• Banana Jr. 6000

          I’m with you. Everything about the Funkyverse is empty and insincere. Tom Batiuk conflates emotion and ritual. He’s always showing you Les’ performative mourning, but he never shows you that Les actually misses Lisa. And TB skipped over the part of the story where this would have been most evident.

          When Calvin’ raccoon died, he said exactly how it made him feel, and it hit us right in the gut. Or when Peppermint Patty had an emotional breakdown in front of Linus about not being as pretty as the little red-haired girl. FW characters never show their feelings. They’re more interested in making a spectacle out of their emotions than in actually having any. If anything, they’re too cool to care, responding to everything with a smirk and an “oh well, life never goes my way” sigh.

  18. The Duck of Death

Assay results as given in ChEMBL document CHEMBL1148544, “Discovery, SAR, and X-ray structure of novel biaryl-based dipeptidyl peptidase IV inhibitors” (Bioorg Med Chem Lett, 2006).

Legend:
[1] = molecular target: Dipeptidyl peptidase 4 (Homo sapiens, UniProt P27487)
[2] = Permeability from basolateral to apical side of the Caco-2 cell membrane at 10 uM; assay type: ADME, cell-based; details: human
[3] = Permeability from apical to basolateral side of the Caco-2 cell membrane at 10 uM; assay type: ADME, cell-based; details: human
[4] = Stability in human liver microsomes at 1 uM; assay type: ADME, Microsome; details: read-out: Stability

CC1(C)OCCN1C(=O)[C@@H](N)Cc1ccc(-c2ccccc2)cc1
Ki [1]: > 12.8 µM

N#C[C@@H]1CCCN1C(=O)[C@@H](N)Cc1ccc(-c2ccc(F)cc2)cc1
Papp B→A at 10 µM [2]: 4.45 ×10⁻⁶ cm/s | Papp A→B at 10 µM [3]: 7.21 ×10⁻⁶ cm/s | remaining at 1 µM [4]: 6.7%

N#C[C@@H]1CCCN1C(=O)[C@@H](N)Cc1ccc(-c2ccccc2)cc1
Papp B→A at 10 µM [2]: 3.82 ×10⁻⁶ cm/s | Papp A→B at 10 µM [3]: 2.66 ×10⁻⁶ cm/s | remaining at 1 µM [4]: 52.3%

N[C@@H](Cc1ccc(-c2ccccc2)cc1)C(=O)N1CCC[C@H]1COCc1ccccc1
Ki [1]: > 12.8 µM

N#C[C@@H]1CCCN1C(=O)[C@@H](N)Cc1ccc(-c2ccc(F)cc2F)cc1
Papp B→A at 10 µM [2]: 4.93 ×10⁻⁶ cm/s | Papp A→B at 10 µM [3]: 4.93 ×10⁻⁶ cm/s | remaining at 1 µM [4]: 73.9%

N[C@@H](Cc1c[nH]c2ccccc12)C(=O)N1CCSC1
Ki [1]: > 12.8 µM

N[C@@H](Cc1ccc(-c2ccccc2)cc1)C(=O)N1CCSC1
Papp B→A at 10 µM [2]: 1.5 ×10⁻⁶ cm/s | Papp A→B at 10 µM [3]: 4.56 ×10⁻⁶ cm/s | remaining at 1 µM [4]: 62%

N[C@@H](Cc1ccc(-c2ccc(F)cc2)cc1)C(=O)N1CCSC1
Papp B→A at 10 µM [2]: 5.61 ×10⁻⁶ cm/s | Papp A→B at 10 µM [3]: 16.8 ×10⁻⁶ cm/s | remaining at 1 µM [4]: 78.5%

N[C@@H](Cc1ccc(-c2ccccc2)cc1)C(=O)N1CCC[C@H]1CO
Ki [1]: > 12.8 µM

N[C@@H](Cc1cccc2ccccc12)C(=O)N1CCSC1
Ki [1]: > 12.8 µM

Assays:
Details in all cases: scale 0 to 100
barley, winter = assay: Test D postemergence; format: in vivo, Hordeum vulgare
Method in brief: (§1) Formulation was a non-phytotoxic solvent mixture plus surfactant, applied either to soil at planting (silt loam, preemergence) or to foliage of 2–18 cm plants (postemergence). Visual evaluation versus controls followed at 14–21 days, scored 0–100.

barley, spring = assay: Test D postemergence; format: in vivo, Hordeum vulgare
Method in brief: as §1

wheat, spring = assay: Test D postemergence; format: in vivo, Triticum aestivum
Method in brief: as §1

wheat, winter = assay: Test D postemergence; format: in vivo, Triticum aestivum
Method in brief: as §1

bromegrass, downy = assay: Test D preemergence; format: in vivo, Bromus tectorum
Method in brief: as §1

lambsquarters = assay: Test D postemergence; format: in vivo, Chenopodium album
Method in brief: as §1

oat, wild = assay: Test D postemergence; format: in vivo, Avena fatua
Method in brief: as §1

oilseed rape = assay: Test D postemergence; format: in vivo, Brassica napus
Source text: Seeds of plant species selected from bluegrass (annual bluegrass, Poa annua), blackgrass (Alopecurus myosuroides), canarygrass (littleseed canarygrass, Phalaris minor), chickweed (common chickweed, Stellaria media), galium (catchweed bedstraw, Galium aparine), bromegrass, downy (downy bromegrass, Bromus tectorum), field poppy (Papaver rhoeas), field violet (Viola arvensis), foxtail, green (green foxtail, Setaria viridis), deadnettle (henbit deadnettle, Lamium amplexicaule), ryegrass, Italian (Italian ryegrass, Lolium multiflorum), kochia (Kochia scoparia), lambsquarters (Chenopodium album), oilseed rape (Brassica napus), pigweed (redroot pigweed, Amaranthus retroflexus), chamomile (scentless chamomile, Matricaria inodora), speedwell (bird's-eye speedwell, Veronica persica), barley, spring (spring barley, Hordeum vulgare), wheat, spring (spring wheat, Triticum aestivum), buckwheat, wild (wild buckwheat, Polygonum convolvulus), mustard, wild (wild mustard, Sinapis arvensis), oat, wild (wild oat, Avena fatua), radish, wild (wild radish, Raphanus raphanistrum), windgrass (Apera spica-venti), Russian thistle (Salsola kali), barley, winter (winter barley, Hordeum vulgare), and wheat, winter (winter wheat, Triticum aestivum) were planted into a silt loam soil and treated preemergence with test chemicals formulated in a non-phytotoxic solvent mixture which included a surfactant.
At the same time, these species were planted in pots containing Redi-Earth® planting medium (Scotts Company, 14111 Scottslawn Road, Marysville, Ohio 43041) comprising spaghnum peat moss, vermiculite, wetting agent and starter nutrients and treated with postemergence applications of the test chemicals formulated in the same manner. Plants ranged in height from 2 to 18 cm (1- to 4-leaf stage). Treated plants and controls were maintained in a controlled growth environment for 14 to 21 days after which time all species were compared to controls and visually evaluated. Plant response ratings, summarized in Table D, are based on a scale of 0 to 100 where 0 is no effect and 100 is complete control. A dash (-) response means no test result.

I imagine most of us here have lost someone we dearly loved, someone who was an intimate part of our lives. How did you grieve, twenty or so years on? Did you read a book and think wistfully, “Dad would have loved this”? Did you hear a voice with a certain timbre and think, “Wow, that woman sounds just like Claire”? Did you find a handwritten recipe from Mom stuck in the leaves of a cookbook and feel a pang of sadness, but also happiness because it’s as if she were with you again for a moment?

    One thing I’ll bet you never experienced in your grief: An apparition of your loved one dragging the garbage to the curb, or pruning the hydrangeas (after which you see hydrangea clippings mysteriously surrounding the plant).